Friday, 25 July 2008

Ship Wrecked Champagne

Given that Louis Roederer, one of France's oldest champagne producers is storing its champagne on the seabed off Northern France to see if it tastes better if it is kept in cold sea water and rocked by currents, I wondered what real ship wrecked champagne would taste like.

Champagne discovered on board the Jőngkőping, which was sunk by a German submarine in 1916, was bought at an auction in Toronto. The Jőngkőping was carrying 5000 bottles of Heidsieck's Goût Américain Champagne of the 1907 vintage (the same brand and year that the Titanic was carrying when it went down). The champagne was found at 210 feet where it had been preserved at a constant temperature of 3º – 4ºC. The champagne of this era was sweet rather than dry and once opened there was still a “pop” and a sparkle!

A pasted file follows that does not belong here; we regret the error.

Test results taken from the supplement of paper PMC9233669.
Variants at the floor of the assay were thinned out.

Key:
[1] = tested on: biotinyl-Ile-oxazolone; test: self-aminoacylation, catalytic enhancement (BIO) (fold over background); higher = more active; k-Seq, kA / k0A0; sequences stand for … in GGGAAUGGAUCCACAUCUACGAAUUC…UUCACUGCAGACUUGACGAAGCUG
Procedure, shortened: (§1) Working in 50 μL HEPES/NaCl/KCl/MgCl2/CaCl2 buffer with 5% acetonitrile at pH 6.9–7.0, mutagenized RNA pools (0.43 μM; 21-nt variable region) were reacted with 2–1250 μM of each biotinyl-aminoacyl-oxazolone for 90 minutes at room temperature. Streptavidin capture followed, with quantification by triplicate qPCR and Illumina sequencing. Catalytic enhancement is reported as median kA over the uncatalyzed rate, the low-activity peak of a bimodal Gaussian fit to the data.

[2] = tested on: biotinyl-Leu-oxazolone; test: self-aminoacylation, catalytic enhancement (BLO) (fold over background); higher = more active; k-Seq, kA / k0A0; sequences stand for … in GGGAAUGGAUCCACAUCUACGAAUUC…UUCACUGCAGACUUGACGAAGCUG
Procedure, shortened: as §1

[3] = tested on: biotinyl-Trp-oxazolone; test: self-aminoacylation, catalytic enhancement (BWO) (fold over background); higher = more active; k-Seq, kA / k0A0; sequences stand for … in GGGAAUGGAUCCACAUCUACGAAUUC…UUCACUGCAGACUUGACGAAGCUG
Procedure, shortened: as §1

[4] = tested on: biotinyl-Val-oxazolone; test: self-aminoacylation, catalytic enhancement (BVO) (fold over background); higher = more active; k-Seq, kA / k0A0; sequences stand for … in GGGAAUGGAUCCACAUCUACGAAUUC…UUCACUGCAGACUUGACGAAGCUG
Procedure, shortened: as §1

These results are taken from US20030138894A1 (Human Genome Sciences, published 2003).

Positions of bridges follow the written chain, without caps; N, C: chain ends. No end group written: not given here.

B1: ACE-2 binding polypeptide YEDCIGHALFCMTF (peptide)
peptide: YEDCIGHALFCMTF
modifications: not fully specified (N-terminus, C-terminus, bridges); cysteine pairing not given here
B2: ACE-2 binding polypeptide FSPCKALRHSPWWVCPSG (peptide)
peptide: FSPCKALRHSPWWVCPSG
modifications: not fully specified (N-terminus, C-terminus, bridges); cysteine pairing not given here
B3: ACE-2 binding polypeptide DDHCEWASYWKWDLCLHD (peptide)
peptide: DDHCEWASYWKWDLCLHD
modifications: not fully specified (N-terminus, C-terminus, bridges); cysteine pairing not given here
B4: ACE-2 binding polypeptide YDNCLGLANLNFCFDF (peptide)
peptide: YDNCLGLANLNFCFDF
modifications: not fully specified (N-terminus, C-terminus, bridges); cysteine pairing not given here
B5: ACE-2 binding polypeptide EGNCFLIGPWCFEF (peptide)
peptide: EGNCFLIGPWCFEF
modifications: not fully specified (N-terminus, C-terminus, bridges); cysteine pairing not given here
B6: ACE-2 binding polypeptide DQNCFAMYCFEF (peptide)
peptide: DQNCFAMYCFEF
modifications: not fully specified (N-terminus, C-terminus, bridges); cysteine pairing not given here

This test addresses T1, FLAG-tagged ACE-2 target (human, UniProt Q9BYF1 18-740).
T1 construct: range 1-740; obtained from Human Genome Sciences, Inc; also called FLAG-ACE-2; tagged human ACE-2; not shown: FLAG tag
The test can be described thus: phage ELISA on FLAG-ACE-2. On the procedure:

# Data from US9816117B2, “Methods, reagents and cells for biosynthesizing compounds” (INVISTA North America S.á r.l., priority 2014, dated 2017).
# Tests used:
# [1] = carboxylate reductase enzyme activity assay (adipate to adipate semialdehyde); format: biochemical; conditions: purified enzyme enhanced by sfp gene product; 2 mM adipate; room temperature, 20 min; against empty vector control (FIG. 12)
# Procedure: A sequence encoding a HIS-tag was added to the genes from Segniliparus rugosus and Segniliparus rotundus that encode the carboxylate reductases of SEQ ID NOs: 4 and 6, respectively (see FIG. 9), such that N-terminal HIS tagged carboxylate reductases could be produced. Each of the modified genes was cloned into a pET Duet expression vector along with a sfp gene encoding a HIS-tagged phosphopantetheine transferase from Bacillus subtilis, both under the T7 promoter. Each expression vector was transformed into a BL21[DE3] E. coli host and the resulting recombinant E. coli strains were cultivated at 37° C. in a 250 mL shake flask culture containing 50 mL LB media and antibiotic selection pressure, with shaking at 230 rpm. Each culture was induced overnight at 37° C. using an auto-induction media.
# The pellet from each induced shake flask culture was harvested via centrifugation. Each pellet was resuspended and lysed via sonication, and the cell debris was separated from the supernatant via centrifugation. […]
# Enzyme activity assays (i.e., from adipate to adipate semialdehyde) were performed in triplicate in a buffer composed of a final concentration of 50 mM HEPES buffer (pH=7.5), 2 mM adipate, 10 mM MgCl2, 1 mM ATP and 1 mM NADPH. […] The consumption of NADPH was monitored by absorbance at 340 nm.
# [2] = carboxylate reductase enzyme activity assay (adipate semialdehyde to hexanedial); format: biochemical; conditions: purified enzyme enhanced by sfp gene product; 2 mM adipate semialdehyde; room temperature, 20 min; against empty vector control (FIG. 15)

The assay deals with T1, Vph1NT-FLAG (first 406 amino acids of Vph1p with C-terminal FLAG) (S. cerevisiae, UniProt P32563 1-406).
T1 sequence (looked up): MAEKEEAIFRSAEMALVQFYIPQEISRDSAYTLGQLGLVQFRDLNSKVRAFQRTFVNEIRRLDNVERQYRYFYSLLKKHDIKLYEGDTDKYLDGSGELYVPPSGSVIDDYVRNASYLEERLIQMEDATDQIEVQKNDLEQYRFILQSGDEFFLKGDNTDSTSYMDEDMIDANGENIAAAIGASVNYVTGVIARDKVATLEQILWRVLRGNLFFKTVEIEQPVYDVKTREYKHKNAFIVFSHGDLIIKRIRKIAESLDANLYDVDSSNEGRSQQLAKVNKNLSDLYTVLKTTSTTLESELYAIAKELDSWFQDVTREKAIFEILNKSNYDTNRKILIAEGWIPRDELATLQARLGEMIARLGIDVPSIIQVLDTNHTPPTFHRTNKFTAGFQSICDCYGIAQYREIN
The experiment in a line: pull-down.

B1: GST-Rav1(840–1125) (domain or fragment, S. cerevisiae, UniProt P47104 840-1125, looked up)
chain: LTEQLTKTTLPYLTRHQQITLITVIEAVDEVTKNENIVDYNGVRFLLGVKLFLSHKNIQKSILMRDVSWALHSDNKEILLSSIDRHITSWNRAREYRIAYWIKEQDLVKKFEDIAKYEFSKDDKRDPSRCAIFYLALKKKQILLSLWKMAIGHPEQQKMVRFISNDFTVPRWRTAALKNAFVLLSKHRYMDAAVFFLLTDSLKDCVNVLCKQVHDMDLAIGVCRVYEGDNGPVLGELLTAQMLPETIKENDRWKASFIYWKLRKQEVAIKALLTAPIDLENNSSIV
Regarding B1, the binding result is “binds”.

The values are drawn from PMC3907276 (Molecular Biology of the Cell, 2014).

In 2004 Folkestone Diving Club discovered 20,000 half bottles of Champagne in a sunken French cargo ship, somewhere in the English Channel. The ship was heading for England when it sank in a storm on July 16, 1955. The wrecked ship was The Seine which sank after allegedly hitting a Russian freighter in stormy seas.

It is believed the champagne it was carrying was bottled about five years earlier to commemorate the end of the golden guinea coin - which experts could see faintly stamped on foil on some of the corks.

On opening the Champagne it was described as "pongy" – although it wasn't bad or spoiled it had a very slight hint of fish but didn't taste salty.

Check out our Champagnes starting at £16.49 a bottle at the Wine Shop.

Images courtesy of www.flickr.com

No comments: